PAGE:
Acrospiroma


Acrospiroma

Description, Causes and Risk Factors:

A tumor of the distal dermal segment of a sweat gland.

Acrospiromas are cutaneous tumors of sweat duct differentiation. They usually present as slowly enlarging 1 to 2 cm nodules in middle-aged or older adults without site predilection. Acrospiromas are benign, and treatment consists of surgical excision.

Malignant acrospiroma is an uncommon tumor of the eccrine sweat gland. In contrast to its relatively more common benign counterpart, malignant acrospiroma is highly invasive, often with significant lymphatic and distant metastasis.

The specific causes of acrospiroma are not known. In contrast to some adnexal neoplasms of follicular lineage, acrospiroma development has no established familial predilection.

acrospiroma

Researchers report the case of a 66-year-old female with a recurrent malignant acrospiroma. This patient's tumor was removed by wide radical resection, including chest wall excision, followed by reconstructive surgery and radiotherapy. After 16 months there is no evidence of local recurrence or distant metastasis.

Symptoms:

Acrospiromatypically are asymptomatic, slow-growing, or stable nodular lesions.Although most are asymptomatic, pain can be a presenting sign.Acrospiromaare one of many types of benign adnexal neoplasms that can manifest secondarily within a nevus sebaceous.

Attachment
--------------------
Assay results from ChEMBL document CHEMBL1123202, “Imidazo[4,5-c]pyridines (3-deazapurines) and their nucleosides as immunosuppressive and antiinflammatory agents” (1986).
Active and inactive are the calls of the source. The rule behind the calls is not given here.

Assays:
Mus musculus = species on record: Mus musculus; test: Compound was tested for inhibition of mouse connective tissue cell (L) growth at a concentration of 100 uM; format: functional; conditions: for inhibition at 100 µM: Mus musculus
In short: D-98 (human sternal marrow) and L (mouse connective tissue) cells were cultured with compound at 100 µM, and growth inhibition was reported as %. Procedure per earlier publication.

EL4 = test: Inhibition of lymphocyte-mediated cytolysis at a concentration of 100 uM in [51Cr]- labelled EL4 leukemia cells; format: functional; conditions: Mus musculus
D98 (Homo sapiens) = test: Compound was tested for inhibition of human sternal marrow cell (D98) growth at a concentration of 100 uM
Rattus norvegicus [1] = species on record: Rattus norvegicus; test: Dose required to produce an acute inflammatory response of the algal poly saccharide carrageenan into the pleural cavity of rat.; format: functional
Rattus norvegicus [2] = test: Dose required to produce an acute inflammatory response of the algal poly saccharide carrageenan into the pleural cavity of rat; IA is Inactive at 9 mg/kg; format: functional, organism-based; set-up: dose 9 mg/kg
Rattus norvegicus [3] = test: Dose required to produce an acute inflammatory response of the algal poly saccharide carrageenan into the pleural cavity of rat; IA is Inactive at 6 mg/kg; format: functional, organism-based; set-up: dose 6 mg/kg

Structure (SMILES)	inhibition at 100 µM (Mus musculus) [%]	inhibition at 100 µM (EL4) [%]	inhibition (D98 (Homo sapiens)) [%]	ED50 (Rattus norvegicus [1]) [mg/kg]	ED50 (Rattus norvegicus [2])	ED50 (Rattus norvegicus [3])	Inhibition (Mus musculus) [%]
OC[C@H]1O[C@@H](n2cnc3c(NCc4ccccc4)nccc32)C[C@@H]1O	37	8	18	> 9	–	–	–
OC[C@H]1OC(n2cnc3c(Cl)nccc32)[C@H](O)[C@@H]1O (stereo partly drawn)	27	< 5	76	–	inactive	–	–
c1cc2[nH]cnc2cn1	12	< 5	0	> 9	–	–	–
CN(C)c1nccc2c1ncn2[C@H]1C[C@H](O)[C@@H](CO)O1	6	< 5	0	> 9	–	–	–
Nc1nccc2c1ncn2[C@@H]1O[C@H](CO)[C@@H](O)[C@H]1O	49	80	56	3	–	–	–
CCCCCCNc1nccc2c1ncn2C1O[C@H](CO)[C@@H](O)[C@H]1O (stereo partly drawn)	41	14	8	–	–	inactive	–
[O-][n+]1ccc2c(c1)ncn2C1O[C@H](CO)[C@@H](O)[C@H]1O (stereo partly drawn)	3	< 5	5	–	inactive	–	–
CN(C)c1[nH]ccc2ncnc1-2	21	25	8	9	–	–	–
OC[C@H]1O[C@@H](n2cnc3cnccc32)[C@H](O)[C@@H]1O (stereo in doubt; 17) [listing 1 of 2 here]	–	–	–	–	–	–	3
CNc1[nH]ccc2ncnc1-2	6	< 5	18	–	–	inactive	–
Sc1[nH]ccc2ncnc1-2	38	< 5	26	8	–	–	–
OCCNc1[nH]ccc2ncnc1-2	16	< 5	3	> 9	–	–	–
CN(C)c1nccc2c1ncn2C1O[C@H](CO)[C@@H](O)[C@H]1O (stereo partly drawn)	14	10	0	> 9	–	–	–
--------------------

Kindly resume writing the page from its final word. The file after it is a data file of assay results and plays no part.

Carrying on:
Diagnosis:

Differential diagnosis:

    Apocrine mixed tumor.

  • Metastatic disease (renal cell carcinoma).

  • Primary skin tumors with follicular differentiation.

  • Sebaceous differentiation or sweat gland differentiation.

  • Glomus tumor (different staining pattern).

The establishment of this diagnosis is difficult on both clinical and histopathologic grounds. After diagnosis, wide surgical excision is warranted to completely extirpate these lesions. On histologic examination they are multilobular dermal masses composed of a biphasic cell population. The diagnosis can be fully established after surgical excision with subsequent microscopical examination by an appropriately trained and certified dermatopathologist.

Imaging studies are not needed in the evaluation of this benign and typically superficial adnexal neoplasm.In a dermoscopy evaluation, researchers suggested acrospiromacan mimic amelanotic melanoma.

Treatment:

The primary treatment is wide local excision with or without lymph node dissection. The efficacy of adjuvant chemotherapy and radiation therapy requires further investigation. Researchers describe a case of malignant eccrine acrospiroma in an 80-year-old man, and we review the literature on this tumor, with emphasis on the differential diagnosis.

NOTE: The above information is educational purpose. The information provided herein should not be used during any medical emergency or for the diagnosis or treatment of any medical condition.

DISCLAIMER: This information should not substitute for seeking responsible, professional medical care.

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